Implications for Decision Making and Environmental Policy
New Horizons in Environmental Economics series
Chapter 9: Discussion: A Framework for the Evaluation of Hard Uncertainty in Environmental Decision Making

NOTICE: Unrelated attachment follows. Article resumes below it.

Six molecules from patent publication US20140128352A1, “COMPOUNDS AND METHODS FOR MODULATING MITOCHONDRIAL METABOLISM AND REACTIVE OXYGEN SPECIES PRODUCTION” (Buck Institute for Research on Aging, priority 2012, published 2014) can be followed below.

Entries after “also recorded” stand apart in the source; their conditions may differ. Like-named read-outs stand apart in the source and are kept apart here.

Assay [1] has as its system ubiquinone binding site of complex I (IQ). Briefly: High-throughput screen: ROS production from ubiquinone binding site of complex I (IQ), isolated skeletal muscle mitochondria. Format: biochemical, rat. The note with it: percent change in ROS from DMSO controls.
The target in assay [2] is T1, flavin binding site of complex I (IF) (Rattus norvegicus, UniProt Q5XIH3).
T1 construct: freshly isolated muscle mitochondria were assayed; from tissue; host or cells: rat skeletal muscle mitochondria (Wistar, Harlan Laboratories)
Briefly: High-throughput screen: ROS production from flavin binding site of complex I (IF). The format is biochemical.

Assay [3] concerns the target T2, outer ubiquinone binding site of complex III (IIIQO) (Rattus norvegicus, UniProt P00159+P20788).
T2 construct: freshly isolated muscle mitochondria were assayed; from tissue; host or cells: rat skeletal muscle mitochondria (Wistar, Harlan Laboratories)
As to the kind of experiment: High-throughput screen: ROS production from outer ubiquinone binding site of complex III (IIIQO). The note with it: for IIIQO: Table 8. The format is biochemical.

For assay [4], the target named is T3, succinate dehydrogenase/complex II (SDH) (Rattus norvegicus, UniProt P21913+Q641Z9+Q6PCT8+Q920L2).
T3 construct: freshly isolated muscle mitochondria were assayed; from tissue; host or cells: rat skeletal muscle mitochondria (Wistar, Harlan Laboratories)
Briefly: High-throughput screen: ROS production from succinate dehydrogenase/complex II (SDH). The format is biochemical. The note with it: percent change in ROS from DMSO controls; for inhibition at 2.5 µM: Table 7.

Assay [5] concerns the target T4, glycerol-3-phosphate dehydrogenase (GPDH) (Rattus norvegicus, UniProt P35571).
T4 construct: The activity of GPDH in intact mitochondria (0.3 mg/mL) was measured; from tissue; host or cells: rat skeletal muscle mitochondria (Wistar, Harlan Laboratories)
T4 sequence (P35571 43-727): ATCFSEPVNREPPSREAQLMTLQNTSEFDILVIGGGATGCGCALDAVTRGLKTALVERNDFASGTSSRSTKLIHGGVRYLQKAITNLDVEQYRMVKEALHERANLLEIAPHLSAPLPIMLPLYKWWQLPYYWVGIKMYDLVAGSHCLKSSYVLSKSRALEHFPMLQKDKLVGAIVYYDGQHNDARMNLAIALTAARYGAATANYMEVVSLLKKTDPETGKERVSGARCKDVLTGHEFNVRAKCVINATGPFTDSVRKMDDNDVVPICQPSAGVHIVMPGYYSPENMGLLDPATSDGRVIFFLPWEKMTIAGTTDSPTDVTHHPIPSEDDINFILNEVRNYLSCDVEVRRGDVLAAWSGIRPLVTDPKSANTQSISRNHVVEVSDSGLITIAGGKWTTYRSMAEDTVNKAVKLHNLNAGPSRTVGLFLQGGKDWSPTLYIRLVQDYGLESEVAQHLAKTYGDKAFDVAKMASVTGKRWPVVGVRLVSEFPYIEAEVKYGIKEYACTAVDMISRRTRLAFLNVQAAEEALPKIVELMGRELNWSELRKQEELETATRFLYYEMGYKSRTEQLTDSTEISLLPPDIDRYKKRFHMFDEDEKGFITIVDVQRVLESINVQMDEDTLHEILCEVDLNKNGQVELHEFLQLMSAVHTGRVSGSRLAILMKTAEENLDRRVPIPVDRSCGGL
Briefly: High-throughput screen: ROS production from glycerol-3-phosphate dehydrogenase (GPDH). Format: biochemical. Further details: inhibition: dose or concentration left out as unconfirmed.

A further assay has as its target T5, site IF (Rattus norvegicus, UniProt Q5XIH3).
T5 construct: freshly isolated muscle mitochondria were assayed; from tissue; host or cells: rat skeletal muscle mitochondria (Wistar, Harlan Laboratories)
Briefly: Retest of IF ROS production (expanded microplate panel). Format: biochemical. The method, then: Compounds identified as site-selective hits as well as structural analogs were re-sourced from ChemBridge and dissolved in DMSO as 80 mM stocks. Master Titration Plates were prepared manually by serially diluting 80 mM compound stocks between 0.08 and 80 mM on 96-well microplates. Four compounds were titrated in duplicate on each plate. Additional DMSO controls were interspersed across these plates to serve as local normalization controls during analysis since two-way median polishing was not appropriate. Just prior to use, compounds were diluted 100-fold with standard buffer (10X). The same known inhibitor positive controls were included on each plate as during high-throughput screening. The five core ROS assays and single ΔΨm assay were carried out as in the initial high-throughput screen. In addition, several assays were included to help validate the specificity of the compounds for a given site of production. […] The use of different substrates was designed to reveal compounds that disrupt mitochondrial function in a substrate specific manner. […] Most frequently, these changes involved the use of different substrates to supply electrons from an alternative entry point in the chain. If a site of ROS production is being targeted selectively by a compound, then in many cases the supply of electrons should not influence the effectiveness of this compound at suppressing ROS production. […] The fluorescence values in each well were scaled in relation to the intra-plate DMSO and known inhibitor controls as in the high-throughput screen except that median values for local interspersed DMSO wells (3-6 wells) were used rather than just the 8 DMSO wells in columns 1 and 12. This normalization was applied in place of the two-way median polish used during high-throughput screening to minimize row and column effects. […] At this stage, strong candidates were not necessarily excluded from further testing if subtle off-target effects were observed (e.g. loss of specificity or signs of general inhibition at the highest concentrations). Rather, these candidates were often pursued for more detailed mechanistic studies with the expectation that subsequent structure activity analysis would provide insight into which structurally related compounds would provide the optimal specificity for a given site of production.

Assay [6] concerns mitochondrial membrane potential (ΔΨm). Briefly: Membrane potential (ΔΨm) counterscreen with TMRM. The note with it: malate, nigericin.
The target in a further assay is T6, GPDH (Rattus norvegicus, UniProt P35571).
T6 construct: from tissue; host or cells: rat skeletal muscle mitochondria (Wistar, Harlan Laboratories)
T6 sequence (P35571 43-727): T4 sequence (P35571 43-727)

9.1 INTRODUCTION In the previous chapter the Shackle model was applied as a tool to help to explain the way in which uncertainty was dealt with at an individual as well as an institutional level within the decision-making process. An explanation was forwarded, in which although the decision-making process did result in the sifting out of the possible outcomes of a project or policy, the presence of hard uncertainty did not appear to have been dealt with in a manner consistent with that outlined in the Shackle model. This chapter therefore, in analysing why this may be the case, assesses the existing conceptualization of uncertainty at an institutional level as well as the practical (rather than theoretical) mechanisms currently used to deal with uncertainty. It is argued that to a large extent only a limited conceptualization of uncertainty is given which results in none of the existing mechanisms applied within the decisionmaking process giving adequate attention to hard uncertainty. Building on the theoretical development of the Shackle model in this book, and its application in a behavioural sense to the case study of the Southern Highway, a normative framework for dealing with hard uncertainty is advanced. Correspondingly this chapter is organized into two main sections. In the ﬁrst section the different conceptualizations of uncertainty within the different institutions are analysed both in relation to the case study as well as at a more general level. Then the mechanisms which are designed to deal with uncertainty in the decision-making process are...
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